“I felt a little bit, not uncomfortable, just a fish out of water in the sense where it’s like, ‘I’m actually doing this in a game against a good pass rusher,’” he said of the opener. “I only played eight plays, so it was kind of hard to get in a great rhythm. But I felt like that last drive when we scored the touchdown I was starting to get a little comfortable.”


Taylor has had time to get over being traded.

Not receiver Corey Coleman. The Browns shipped Coleman to Buffalo on Aug. 5, getting only a seventh-round pick in the 2020 draft in return.

“Hey, it’s going to be weird. But I’m not out there anymore,” Coleman told Bills reporters. “I’m just treating it like any other game.”

He didn’t like a demotion to the second team and complained to Jackson, suggesting they trade him, so Coleman has extra incentive to play well in his Bills debut.

“We’re getting to the point now where it’s, ‘Hey, here’s the playbook, you got to know it,’” coach Sean McDermott said. “Biggest thing is we want him to come out and play fast and play physical.”

Despite Coleman’s flaws, he’ll be a good test for the Browns cornerbacks. If he sees time with the starters, rookie Denzel Ward and veteran Terrance Mitchell will draw the assignment. If Coleman’s with the second team, TJ Carrie and former Bills corner E.J. Gaines will get the chance to shut him down.


The most recent memory of rookie receiver Antonio Callaway is him running away from the Giants secondary on the way to a 54-yard touchdown on a slant from Mayfield.

The big play and solid second half didn’t erase his history of off-the-field issues and recent citation for marijuana possession and driving with a suspended license. But they provided excitement and a push to keep him out of trouble and on the field.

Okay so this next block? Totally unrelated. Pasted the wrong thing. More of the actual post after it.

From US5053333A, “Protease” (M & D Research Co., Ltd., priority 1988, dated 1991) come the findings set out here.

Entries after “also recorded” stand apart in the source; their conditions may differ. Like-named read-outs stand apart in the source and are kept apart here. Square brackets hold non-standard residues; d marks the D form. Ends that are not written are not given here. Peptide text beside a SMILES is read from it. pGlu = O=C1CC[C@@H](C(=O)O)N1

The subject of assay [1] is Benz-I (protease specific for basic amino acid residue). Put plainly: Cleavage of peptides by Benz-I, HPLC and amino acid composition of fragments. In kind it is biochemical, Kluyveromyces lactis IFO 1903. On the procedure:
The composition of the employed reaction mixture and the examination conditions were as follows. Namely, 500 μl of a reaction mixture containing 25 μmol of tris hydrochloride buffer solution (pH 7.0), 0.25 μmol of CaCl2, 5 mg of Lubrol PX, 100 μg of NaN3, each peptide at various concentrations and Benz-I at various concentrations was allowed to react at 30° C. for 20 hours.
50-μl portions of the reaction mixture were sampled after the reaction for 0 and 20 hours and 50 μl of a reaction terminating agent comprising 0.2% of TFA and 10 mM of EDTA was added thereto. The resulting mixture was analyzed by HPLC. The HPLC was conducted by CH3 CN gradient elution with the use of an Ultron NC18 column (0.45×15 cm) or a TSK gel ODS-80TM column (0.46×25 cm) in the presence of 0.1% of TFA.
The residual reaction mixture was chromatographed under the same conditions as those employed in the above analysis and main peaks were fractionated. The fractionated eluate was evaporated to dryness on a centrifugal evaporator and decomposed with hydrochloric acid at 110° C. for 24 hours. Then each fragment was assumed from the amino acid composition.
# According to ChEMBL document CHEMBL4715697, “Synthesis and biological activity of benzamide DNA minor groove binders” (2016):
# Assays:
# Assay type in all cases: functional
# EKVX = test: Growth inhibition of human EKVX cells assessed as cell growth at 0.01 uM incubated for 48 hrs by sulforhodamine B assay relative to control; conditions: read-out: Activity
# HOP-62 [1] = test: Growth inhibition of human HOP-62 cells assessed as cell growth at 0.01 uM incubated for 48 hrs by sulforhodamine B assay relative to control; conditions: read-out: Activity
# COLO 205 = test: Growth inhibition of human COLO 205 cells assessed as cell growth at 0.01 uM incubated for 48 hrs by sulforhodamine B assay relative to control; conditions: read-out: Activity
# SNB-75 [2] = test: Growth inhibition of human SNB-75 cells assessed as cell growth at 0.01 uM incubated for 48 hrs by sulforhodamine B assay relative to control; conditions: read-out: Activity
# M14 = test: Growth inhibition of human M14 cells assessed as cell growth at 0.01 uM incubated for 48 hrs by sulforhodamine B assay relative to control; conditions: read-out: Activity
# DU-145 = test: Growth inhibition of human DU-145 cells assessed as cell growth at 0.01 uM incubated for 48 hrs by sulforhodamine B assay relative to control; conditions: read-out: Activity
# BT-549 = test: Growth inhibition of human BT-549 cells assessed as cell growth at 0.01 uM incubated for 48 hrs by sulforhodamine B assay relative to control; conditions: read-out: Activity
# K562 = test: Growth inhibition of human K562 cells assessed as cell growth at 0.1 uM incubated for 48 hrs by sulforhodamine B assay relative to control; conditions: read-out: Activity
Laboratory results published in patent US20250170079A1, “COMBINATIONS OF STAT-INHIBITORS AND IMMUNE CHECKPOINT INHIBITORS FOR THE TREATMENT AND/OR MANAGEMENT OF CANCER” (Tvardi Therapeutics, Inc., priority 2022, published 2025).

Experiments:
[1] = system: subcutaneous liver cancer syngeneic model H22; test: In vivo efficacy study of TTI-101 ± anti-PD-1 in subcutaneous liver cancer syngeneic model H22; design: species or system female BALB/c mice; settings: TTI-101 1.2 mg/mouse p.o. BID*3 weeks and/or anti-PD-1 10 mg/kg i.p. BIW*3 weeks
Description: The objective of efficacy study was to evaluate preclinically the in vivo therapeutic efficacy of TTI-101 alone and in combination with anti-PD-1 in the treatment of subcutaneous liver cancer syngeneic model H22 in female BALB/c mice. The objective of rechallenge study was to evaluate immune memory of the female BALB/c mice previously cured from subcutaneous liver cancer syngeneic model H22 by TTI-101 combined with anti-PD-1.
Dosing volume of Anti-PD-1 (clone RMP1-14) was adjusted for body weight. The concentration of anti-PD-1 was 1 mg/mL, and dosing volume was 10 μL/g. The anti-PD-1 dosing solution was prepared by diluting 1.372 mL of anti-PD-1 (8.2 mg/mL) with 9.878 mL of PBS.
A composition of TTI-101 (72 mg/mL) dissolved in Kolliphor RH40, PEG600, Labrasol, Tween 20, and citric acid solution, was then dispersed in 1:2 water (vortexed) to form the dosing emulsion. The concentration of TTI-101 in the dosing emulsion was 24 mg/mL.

Veteran quarterback Drew Stanton asked receivers coach Adam Henry about Callaway on “Hard Knocks.”

“Like, is he like too comfortable or he just doesn’t really quite get it yet?” Stanton said before the Giants game.

“He don’t get it yet,” Henry said. “Finally he opened up to me yesterday about what’s going on his life.”

“He’s got so much talent,” Stanton said. “Everything I’ve heard about him, he is a really good kid. He’s just got to realize, OK, how do you transition and become a pro.”

Callaway has sore ribs that were wrapped this week but he practiced and is expected to start for the second straight game. He had three catches for 87 yards against the Giants, all in the second half.

“I know what type of player he is,” Taylor said. “I was excited to see him go out and make those plays. We’ve seen him make them in practice but for him to go out in the game atmosphere and actually go out and compete and make those plays it’s definitely encouraging. So he set a standard, so we have to keep pushing him each and every week.”

Browns writer for The Chronicle-Telegram and The Medina Gazette. Proud graduate of Northwestern University. Husband and stepdad. Avid golfer who needs to hit the range to get down to a single-digit handicap. Right about Johnny Manziel, wrong about Brandon Weeden. Contact Scott at 440-329-7253, or email and follow him on and Twitter.


More in Analysis